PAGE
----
Jump to ContentJump to Main Navigation
The Necessity of TheaterThe Art of Watching and Being Watched$
Users without a subscription are not able to see the full content.

Paul Woodruff

Print publication date: 2008

Print ISBN-13: 9780195332001

Published to Oxford Scholarship Online: May 2008

DOI: 10.1093/acprof:oso/9780195332001.001.0001

Show Summary Details
Page of

PRINTED FROM OXFORD SCHOLARSHIP ONLINE (oxford.universitypressscholarship.com). (c) Copyright Oxford University Press, 2020. All Rights Reserved. An individual user may print out a PDF of a single chapter of a monograph in OSO for personal use. date: 22 October 2020

People Worth Watching: Characters

People Worth Watching: Characters

Chapter:
(p.93) FIVE People Worth Watching: Characters
Source:
The Necessity of Theater
Author(s):

Paul Woodruff (Contributor Webpage)

Publisher:
Oxford University Press
DOI:10.1093/acprof:oso/9780195332001.003.0007

A character, in the art of theater, is a person worth watching, whether that person is fictional, historical, or actually present. Persons are worth watching if we are able to see them as agents with whom we can become emotionally engaged; they are carable about. A particular character takes his or her identity not from personal qualities or êthos, which is a universal, but from particular relationships with other characters. To be coherent, a character should act in ways that do not defy reasonable expectation (Aristotle's eikos), but characters may be reasonably expected to do unreasonable things. The most effective character is a “center of love,” who loves and is loved, and who has a past and pursues a future. This presents a problem for comedy, which often engages audiences through means other than character.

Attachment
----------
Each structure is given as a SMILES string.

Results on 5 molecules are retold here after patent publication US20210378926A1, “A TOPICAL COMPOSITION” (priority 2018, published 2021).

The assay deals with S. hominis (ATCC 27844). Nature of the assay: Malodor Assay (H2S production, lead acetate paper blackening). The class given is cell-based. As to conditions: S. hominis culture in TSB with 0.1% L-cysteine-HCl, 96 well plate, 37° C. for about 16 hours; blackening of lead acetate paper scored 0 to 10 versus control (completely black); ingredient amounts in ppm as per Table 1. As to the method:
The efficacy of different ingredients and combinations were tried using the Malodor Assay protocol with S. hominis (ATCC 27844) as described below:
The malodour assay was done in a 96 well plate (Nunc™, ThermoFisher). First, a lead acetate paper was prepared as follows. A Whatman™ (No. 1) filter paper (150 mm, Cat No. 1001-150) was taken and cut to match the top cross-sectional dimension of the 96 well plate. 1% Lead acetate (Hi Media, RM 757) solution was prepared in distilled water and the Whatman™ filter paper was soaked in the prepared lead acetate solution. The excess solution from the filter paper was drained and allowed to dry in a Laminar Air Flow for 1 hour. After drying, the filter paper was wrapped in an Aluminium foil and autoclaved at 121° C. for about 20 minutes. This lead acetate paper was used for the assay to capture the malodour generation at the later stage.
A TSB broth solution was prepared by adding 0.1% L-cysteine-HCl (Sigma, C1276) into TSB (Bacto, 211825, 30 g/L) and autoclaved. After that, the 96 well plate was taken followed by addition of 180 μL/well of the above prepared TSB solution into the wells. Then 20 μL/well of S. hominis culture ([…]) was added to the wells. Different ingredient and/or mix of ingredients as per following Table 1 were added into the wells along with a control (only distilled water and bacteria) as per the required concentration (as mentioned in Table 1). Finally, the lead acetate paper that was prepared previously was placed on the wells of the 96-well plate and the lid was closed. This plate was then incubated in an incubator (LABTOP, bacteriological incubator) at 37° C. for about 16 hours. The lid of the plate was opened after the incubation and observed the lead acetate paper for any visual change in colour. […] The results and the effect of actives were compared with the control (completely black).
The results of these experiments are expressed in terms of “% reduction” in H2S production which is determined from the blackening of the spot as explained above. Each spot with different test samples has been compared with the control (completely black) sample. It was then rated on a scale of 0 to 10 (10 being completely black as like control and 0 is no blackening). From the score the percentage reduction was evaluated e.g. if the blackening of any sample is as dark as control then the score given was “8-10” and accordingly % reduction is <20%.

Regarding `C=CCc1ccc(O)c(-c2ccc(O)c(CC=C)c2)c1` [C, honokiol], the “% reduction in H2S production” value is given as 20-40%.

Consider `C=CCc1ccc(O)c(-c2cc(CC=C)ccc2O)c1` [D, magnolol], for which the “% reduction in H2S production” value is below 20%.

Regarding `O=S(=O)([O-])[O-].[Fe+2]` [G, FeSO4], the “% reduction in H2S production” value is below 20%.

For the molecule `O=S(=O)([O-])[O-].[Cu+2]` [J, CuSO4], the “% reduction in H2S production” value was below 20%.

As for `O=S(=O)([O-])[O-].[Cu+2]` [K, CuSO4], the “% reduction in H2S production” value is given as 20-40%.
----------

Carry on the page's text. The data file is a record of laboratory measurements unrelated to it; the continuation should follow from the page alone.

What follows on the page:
Keywords:   character, universal, êthos, Aristotle, love, comedy

Oxford Scholarship Online requires a subscription or purchase to access the full text of books within the service. Public users can however freely search the site and view the abstracts and keywords for each book and chapter.

Please, subscribe or login to access full text content.

If you think you should have access to this title, please contact your librarian.

To troubleshoot, please check our FAQs , and if you can't find the answer there, please contact us .